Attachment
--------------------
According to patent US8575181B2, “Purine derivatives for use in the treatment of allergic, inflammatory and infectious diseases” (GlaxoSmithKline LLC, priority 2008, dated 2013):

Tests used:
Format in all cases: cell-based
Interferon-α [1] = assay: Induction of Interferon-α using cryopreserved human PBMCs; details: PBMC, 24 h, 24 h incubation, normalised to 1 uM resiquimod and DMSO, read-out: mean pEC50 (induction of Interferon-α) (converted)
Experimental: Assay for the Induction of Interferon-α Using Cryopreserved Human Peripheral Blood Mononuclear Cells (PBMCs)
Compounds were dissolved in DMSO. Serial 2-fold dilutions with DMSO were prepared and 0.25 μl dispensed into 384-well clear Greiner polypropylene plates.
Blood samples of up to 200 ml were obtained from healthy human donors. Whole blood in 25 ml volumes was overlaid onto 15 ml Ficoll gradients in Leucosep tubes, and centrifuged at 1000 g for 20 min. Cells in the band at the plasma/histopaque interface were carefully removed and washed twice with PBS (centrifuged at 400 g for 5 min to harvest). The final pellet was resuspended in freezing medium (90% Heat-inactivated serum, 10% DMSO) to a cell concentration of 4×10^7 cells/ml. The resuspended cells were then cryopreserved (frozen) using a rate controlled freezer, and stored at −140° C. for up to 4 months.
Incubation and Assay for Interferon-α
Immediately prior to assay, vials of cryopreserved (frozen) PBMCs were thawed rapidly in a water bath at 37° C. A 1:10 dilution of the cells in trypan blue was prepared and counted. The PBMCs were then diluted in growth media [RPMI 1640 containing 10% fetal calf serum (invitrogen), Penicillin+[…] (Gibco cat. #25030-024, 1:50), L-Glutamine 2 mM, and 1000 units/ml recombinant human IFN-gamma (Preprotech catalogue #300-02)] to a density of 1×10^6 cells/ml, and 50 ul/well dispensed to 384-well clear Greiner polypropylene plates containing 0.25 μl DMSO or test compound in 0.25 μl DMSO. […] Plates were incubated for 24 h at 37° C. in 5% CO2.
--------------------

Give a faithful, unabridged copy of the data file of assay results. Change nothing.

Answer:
According to patent US8575181B2, “Purine derivatives for use in the treatment of allergic, inflammatory and infectious diseases” (GlaxoSmithKline LLC, priority 2008, dated 2013):

Tests used:
Format in all cases: cell-based
Interferon-α [1] = assay: Induction of Interferon-α using cryopreserved human PBMCs; details: PBMC, 24 h, 24 h incubation, normalised to 1 uM resiquimod and DMSO, read-out: mean pEC50 (induction of Interferon-α) (converted)
Experimental: Assay for the Induction of Interferon-α Using Cryopreserved Human Peripheral Blood Mononuclear Cells (PBMCs)
Compounds were dissolved in DMSO. Serial 2-fold dilutions with DMSO were prepared and 0.25 μl dispensed into 384-well clear Greiner polypropylene plates.
Blood samples of up to 200 ml were obtained from healthy human donors. Whole blood in 25 ml volumes was overlaid onto 15 ml Ficoll gradients in Leucosep tubes, and centrifuged at 1000 g for 20 min. Cells in the band at the plasma/histopaque interface were carefully removed and washed twice with PBS (centrifuged at 400 g for 5 min to harvest). The final pellet was resuspended in freezing medium (90% Heat-inactivated serum, 10% DMSO) to a cell concentration of 4×10^7 cells/ml. The resuspended cells were then cryopreserved (frozen) using a rate controlled freezer, and stored at −140° C. for up to 4 months.
Incubation and Assay for Interferon-α
Immediately prior to assay, vials of cryopreserved (frozen) PBMCs were thawed rapidly in a water bath at 37° C. A 1:10 dilution of the cells in trypan blue was prepared and counted. The PBMCs were then diluted in growth media [RPMI 1640 containing 10% fetal calf serum (invitrogen), Penicillin+[…] (Gibco cat. #25030-024, 1:50), L-Glutamine 2 mM, and 1000 units/ml recombinant human IFN-gamma (Preprotech catalogue #300-02)] to a density of 1×10^6 cells/ml, and 50 ul/well dispensed to 384-well clear Greiner polypropylene plates containing 0.25 μl DMSO or test compound in 0.25 μl DMSO. […] Plates were incubated for 24 h at 37° C. in 5% CO2.